The protagonists of the Early Music Revival

The following comes from  this link  The protagonists of the Early Music Revival David John Munrow (Aug. 12 1942 - May 15 1976) did more than anyone else in the second half of the last century to popularise early music in Great Britain, despite a career lasting barely ten years. Munrow has even be regarded as the "inventor" of early music as a new movement per se. Of course, there were other musicians ploughing the same field. But it was David Munrow who helped to popularise it like no other in the 20th century. David Munrow left behind him not only his recordings, but a large collection of musical instruments. Munrow's research into instruments and music of the past led to specially commissioned careful  reconstructions otherwise unobtainable antiquities from such instrumental families as the cornett, rackett, kortholt from makers such as Otto Steinkopf, Christopher Monk and Jonathan Askey. Munrow and his future wife Gillian Reid began giving workshops and recitals on &#

Recorder Profile by John Thompson

If we live in another country we are likely to see life from a different angle. Sometimes the experience brings special insights into behaviour and all the arts that will throw fresh light on the patterns of human development as happened to Darwin, the anthropologist Evans-Pritchard, collectors of flora and fauna and even to collectors of folk song. When Maud Karpeles and Cecil Sharp explored the isolated mountain area of the Appalachians in America they discovered a source of folk song that had closer parallels with the England, Ireland and Scotland of the seventeenth-century than with the twentieth. This was their richest find. On another level, when the anthropologist Claude Levi-Strauss left France to take up the chair of sociology in the University of Sao Paulo in Brazil he came into contact with the Indian population of the interior. The direction of his life changed. He began to study primitive culture, especially their modes of thought and behaviour and was able to use these in

Remembering David Munrow (1942-76)

  Guest Blogger: Peter Dickinson   is a composer, writer and pianist and an Emeritus Professor of two universities – Keele and London. See   here   for more details. ‘My wife and I first met David and Gill Munrow in Cambridge in about 1965. It was summer and we were all in the garden at 54 Bateman Street, the home of Mary Potts, whose late husband was L. J. Potts, the literary critic and English don at Queens’ College. Mary Potts had a very special role in the early music revival which has not been acknowledged [other than in this  Semibrevity blog post ]. A mere mention of her more distinguished pupils, who included  Christopher Hogwood , Colin Tilney and Peter Williams, is enough to indicate that she ought to be better known now. She knew harpsichordists of international reputation such as Gustav Leonhardt, Raphael Puyana and Kenneth Gilbert. Her own performances were on a more modest scale but she played in and around Cambridge for over fifty years. At May Week concerts she was espe

Shirley Collins on David Munrow

The legendary British folk singer Shirley Collins once said of David Munrow that he was incandescent. “He had so much energy that you really did feel if you put your finger on him you would get an electric shock. “I've never met anybody like him for absolute focus, and this energy crackling out of him.” It was an opinion widely shared.....(ref/Elsewhere/2021/)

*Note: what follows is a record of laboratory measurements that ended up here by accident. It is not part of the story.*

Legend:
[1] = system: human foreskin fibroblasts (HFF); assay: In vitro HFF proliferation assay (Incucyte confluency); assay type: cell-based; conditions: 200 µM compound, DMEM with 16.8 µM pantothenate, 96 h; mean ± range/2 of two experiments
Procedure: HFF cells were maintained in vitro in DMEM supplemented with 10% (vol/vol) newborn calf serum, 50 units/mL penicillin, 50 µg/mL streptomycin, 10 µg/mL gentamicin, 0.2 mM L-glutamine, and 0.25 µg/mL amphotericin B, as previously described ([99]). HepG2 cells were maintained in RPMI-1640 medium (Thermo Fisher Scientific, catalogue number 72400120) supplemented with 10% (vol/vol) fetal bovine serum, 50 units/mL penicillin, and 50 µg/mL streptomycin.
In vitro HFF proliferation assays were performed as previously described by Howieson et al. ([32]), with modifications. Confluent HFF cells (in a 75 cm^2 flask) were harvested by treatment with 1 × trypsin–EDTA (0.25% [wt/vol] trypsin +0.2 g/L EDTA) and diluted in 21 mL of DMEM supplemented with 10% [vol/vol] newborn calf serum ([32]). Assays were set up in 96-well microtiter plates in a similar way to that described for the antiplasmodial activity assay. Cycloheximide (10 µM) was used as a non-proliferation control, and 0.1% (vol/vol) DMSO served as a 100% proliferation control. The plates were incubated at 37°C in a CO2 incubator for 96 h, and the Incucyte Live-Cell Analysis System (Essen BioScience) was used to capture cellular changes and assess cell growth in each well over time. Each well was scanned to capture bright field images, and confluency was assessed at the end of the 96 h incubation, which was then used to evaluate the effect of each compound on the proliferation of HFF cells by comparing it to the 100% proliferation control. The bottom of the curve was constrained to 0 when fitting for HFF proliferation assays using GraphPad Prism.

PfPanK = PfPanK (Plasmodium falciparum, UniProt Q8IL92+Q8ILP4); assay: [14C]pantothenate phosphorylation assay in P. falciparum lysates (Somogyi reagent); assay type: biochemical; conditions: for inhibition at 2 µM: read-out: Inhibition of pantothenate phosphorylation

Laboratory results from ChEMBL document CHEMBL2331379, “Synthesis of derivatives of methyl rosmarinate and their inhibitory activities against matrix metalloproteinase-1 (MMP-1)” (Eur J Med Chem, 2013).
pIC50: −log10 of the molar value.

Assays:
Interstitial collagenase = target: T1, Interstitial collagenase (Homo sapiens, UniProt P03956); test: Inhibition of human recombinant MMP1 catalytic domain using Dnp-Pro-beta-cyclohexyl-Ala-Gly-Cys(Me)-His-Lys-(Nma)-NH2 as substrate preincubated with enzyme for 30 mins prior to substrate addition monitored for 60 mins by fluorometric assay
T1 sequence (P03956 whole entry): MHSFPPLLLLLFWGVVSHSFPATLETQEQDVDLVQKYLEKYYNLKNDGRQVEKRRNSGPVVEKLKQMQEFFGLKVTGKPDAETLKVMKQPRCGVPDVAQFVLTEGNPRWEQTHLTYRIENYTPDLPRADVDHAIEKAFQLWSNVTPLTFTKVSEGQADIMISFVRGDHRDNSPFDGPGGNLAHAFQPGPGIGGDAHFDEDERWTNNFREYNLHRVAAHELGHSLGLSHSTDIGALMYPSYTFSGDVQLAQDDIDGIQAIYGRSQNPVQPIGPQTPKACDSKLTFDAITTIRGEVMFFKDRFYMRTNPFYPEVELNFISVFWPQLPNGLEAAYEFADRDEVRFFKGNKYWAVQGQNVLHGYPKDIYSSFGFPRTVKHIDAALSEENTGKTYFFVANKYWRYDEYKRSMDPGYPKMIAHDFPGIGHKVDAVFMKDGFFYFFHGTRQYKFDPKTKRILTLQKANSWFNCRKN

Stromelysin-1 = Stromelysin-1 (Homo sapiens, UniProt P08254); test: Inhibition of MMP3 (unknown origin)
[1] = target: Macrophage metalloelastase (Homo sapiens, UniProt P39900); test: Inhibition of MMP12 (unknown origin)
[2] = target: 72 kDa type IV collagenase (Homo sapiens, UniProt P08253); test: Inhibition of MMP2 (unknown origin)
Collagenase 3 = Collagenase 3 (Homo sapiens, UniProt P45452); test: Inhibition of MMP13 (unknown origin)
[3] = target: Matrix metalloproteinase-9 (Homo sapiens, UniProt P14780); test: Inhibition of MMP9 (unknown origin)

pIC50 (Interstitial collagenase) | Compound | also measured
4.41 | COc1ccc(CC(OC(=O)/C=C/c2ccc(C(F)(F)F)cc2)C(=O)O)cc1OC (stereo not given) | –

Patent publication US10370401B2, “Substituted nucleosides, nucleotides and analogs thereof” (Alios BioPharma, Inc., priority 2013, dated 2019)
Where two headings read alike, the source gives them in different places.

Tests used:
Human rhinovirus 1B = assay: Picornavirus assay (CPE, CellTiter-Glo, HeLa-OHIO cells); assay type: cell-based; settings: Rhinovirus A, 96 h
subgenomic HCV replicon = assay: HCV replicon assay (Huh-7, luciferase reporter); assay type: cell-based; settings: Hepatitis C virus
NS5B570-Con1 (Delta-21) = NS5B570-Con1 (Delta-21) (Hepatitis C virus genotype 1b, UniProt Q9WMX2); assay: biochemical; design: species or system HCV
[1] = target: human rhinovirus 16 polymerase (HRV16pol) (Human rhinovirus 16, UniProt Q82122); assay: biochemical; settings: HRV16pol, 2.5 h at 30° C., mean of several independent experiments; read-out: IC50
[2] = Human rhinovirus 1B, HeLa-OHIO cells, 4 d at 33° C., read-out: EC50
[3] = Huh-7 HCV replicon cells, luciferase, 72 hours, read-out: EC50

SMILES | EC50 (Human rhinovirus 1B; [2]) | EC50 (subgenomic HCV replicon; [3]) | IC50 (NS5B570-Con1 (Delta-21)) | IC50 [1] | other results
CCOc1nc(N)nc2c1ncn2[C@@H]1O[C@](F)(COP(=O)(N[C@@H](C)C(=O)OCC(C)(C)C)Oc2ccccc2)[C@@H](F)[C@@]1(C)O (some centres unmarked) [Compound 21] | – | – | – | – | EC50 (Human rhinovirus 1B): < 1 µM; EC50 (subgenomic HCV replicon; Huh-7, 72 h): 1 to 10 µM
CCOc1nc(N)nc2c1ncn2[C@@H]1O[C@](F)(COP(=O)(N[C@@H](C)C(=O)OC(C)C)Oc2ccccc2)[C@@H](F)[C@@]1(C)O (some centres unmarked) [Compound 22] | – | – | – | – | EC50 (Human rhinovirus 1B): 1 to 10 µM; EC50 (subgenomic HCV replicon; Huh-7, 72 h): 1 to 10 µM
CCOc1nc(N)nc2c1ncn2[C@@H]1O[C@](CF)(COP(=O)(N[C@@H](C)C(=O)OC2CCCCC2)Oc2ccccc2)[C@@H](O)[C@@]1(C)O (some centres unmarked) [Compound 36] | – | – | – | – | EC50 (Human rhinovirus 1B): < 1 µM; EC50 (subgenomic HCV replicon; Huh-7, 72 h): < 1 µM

Renaissance Suite

The following is a classic example of the Early Music Consort's work..  (a clearer, and better copy of the first link) The link to Amazon has a copy of the back of the above record which has a bio of DM, and a pic..worth reading as it can be enlarged. The front cover likewise The actual "documentary"film in which the music is featured was La Course en Tete  which dealt with a noted French cycle champion Title: Renaissance Suite Artist: David Munrow; The Early Music Consort Of London Format: Vinyl Record. 12" LP 33rpm, No. Discs: 1 Label: Golden Hour, Cat No: GH 629, Year: 1976 Tracks:- Side One [1] Triumph - Intradas VI & VII from Hassler's "Lustgarten" for Cornetts, Sackbuts, Recorders,

A Discography

  Conception & research: Pierre-F. Roberge For comments, additions and corrections ( continuing this discography for PFR ) Last update: 11/30/2012 This is an " under construction " and for now a quite complete discography of David Munrow. BIOGRAPHY (This biography is based closely on an excerpt of James Durant's text appearing on the back cover of the Angel edition of Munrow's Renaissance suite , with corrections from Gillian Munrow, and minor editing.) David Munrow's passion for early music and musical instruments commenced in 1960 when he was 18. Teaching in Peru under the British Council Overseas Voluntary Scheme, he became interested in South American folk music and took back to England with him Bolivian flutes, Peruvian pipes, and dozens of other obscure instruments. The following year he entered Cambridge as an English major. There a crumhorn hanging off a friend's wall aroused his interest and led him to delve deeply in

The Munrow Family

The following comes from a book by Albert Davis ("Dave") Munrow entitled Pure and Applied Gymnastics (1955). The photos from it came via someone calling themselves Sarah. They are believed to be the three members of the Munrow family. At the top ofcourse, the young person on the left is believed to be David Munrow. The following pics of the same woman are probably his mother Hilda who used to teach dance, and at the bottom Albert Davis ("Dave") Munrow who was a well-known, and respected PE instructor. I may try, or not to get some better reproductions of the images presented.RS